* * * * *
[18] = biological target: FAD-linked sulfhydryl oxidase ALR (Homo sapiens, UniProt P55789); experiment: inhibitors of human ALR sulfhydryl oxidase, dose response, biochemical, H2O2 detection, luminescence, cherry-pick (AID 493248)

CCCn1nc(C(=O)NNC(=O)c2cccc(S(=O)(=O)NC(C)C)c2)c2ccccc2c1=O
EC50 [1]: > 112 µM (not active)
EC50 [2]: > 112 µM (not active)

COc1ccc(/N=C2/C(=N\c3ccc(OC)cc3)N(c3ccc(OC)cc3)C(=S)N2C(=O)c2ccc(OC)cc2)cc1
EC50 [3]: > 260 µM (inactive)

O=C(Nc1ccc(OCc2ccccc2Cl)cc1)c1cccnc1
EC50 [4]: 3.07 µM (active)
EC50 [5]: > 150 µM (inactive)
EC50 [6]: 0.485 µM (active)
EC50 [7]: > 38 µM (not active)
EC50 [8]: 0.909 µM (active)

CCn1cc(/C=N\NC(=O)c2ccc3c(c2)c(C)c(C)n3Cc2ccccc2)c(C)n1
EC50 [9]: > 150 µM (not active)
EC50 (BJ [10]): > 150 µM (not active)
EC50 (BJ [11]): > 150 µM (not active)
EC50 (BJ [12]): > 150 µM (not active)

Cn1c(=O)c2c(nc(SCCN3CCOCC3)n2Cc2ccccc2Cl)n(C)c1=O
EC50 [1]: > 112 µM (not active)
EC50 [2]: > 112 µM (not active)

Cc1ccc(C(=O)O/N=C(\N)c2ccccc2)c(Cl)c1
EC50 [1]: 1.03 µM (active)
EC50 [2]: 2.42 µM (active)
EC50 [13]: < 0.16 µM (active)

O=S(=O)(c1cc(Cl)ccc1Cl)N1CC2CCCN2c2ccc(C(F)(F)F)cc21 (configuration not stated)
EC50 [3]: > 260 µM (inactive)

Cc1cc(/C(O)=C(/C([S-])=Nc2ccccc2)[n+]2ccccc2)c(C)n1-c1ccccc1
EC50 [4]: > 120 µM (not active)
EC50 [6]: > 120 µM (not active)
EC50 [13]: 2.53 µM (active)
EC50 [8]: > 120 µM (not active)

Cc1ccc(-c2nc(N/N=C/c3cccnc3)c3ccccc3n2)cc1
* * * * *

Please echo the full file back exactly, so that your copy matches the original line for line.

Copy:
[18] = biological target: FAD-linked sulfhydryl oxidase ALR (Homo sapiens, UniProt P55789); experiment: inhibitors of human ALR sulfhydryl oxidase, dose response, biochemical, H2O2 detection, luminescence, cherry-pick (AID 493248)

CCCn1nc(C(=O)NNC(=O)c2cccc(S(=O)(=O)NC(C)C)c2)c2ccccc2c1=O
EC50 [1]: > 112 µM (not active)
EC50 [2]: > 112 µM (not active)

COc1ccc(/N=C2/C(=N\c3ccc(OC)cc3)N(c3ccc(OC)cc3)C(=S)N2C(=O)c2ccc(OC)cc2)cc1
EC50 [3]: > 260 µM (inactive)

O=C(Nc1ccc(OCc2ccccc2Cl)cc1)c1cccnc1
EC50 [4]: 3.07 µM (active)
EC50 [5]: > 150 µM (inactive)
EC50 [6]: 0.485 µM (active)
EC50 [7]: > 38 µM (not active)
EC50 [8]: 0.909 µM (active)

CCn1cc(/C=N\NC(=O)c2ccc3c(c2)c(C)c(C)n3Cc2ccccc2)c(C)n1
EC50 [9]: > 150 µM (not active)
EC50 (BJ [10]): > 150 µM (not active)
EC50 (BJ [11]): > 150 µM (not active)
EC50 (BJ [12]): > 150 µM (not active)

Cn1c(=O)c2c(nc(SCCN3CCOCC3)n2Cc2ccccc2Cl)n(C)c1=O
EC50 [1]: > 112 µM (not active)
EC50 [2]: > 112 µM (not active)

Cc1ccc(C(=O)O/N=C(\N)c2ccccc2)c(Cl)c1
EC50 [1]: 1.03 µM (active)
EC50 [2]: 2.42 µM (active)
EC50 [13]: < 0.16 µM (active)

O=S(=O)(c1cc(Cl)ccc1Cl)N1CC2CCCN2c2ccc(C(F)(F)F)cc21 (configuration not stated)
EC50 [3]: > 260 µM (inactive)

Cc1cc(/C(O)=C(/C([S-])=Nc2ccccc2)[n+]2ccccc2)c(C)n1-c1ccccc1
EC50 [4]: > 120 µM (not active)
EC50 [6]: > 120 µM (not active)
EC50 [13]: 2.53 µM (active)
EC50 [8]: > 120 µM (not active)

Cc1ccc(-c2nc(N/N=C/c3cccnc3)c3ccccc3n2)cc1